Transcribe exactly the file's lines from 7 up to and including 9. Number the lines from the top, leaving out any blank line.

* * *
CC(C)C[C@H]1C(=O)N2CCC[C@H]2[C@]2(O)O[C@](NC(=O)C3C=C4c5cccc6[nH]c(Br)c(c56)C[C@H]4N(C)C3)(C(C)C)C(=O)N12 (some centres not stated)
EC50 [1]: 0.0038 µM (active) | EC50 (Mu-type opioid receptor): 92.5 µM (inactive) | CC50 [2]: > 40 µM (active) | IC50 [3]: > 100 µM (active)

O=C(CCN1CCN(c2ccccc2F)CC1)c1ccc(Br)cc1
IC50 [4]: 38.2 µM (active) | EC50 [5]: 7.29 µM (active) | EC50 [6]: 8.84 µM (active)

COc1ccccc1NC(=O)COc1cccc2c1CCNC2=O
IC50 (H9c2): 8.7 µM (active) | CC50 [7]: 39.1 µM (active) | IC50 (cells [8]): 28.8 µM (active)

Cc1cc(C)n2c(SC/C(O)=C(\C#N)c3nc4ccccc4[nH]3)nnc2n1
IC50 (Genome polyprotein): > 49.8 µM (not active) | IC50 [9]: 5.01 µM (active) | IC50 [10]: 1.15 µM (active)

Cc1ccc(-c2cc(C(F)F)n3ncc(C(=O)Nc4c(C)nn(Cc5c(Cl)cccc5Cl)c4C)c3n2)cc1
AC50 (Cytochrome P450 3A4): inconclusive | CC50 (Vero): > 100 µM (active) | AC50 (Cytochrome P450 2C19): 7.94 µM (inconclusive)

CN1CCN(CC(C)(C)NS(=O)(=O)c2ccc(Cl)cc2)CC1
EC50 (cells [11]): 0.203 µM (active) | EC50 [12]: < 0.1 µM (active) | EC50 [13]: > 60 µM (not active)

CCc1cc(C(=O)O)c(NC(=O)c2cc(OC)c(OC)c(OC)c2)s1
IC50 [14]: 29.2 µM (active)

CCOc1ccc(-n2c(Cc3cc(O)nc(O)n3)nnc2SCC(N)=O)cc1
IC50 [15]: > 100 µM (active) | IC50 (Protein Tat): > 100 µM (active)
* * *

Cc1cc(C)n2c(SC/C(O)=C(\C#N)c3nc4ccccc4[nH]3)nnc2n1
IC50 (Genome polyprotein): > 49.8 µM (not active) | IC50 [9]: 5.01 µM (active) | IC50 [10]: 1.15 µM (active)

Cc1ccc(-c2cc(C(F)F)n3ncc(C(=O)Nc4c(C)nn(Cc5c(Cl)cccc5Cl)c4C)c3n2)cc1